Real-World Blockchain Applications: Part 1
There's a lot of talks about when it comes to blockchain, more than you might think. Some might instantly ask themselves, "In what way does this affect me?!" Well, I'll tell you, it affects you in every way. From the food you eat and handling your finances to storing value. The world as we know it is changing.
Improved Food Safety Practices
We shop at many companies already using blockchain for improved food safety practices. Walmart, Pfizer, AIG, and Siemens, based out of Germany, have harnessed blockchain technology to maintain detailed records of the food products' journey before reaching the store shelves, called the Food Trust blockchain and developed by IBM.
Outbreaks of E. coli, salmonella, and listeria that the food industry seems to be plagued by could easily be a thing of the past with the help of blockchain technology. Keeping detailed records that can't be tampered with reduces the chances of hazardous materials mistakenly entering our food. Food then can be traced from the farm to your plate, keeping all of us happy, healthy, and fed.
The World of Banking and Finance
The term "banker's hours" describes how many financial institutions are open at set times—usually, five days a week from 9 am to 5 pm. Things could completely change as blockchain technology begins to replace outdated business operations when it comes to banking and finance.
The problem has always been that if you got off work by 5 pm, you could deposit your cheque or do any other transactions; you'd have to wait until Monday. Even if you used one of the bank's ATMs to make a deposit, the transaction isn't handled until the following week.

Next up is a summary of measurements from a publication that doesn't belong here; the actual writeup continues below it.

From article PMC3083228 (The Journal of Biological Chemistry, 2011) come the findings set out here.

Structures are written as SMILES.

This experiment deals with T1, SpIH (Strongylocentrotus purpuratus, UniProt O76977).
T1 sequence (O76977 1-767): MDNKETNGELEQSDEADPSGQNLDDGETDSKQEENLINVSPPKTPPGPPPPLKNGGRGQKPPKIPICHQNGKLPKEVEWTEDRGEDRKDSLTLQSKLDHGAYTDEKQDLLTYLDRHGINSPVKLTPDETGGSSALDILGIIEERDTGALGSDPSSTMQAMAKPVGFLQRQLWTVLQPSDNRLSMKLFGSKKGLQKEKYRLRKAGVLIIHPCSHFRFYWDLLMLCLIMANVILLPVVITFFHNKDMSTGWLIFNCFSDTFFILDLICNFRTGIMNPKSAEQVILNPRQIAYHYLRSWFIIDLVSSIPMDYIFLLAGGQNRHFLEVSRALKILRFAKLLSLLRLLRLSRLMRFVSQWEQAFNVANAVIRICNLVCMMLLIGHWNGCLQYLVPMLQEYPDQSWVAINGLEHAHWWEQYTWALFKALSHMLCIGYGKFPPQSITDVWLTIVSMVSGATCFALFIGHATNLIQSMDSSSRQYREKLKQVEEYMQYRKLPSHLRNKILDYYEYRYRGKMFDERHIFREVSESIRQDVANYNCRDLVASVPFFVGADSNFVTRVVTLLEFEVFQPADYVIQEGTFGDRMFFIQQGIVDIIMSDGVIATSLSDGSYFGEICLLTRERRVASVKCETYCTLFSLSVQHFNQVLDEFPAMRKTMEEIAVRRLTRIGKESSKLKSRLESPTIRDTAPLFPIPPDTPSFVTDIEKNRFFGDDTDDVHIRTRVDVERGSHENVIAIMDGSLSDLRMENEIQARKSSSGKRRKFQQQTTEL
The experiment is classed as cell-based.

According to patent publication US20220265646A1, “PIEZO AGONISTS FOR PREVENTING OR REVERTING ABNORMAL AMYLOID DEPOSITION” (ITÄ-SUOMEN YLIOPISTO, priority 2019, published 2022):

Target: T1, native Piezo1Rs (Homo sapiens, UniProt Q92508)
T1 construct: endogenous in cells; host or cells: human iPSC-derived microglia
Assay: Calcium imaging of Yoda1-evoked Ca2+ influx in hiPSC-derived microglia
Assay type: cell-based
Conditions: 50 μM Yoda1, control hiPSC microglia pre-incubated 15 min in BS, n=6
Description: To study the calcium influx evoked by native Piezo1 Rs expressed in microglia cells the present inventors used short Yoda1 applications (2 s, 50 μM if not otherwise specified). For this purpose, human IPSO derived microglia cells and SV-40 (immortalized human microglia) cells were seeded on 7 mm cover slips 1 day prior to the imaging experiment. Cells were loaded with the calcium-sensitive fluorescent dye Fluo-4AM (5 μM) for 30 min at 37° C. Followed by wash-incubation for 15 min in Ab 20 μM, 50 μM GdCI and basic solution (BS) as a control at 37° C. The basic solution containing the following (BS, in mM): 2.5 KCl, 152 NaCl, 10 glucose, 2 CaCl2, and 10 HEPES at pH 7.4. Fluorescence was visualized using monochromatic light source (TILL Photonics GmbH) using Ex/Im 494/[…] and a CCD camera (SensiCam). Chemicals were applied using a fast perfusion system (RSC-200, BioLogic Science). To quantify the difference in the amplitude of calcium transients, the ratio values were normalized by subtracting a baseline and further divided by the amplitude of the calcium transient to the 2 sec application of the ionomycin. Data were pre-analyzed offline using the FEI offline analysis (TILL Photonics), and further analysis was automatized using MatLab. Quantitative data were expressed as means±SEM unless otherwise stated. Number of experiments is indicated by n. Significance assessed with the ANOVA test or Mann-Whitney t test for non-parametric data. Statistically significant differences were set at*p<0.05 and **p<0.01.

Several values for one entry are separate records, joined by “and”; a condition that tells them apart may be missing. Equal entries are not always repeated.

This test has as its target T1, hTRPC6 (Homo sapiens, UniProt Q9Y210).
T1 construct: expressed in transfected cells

The game-changer is that blockchain doesn't sleep or musto be out the door by 5 pmdailyy. With the power of blockchain tech, anyone could have their transaction processed in as little as 10 minutes, any time of day.
New Kind of Stored Value
Wherever you live in the world, your government controls the local currency. From how much is printed to how much is released. But with blockchain technology, cryptocurrencies like Bitcoin aren't controlled by a central power.
These cryptocurrencies don't have the same risks that the banks do; when they get hacked (it happens), your personal information is at stake. Bitcoin was born during the 2008 Recession, with many ordinary people seeing big banks get bailed out but no help for the little people.
Many felt betrayed and had enough, tired of seeing their taxpayer money go to a bunch of fat cats.
By being sprinkled across many different computer networks, Bitcoin will always be in operation, and if one connection goes down well, there's a bunch more to redirect things. Without any centralized power, users don't have to submit to agreeing to fees upon fees to complete a transaction. As it turns out, there's a new sheriff in town.
Hungry for more? Join me each week, where I'll break down complex topics and dissect the latest news within the cybersecurity industry and blockchain ecosystem, simplifying the world of tech.
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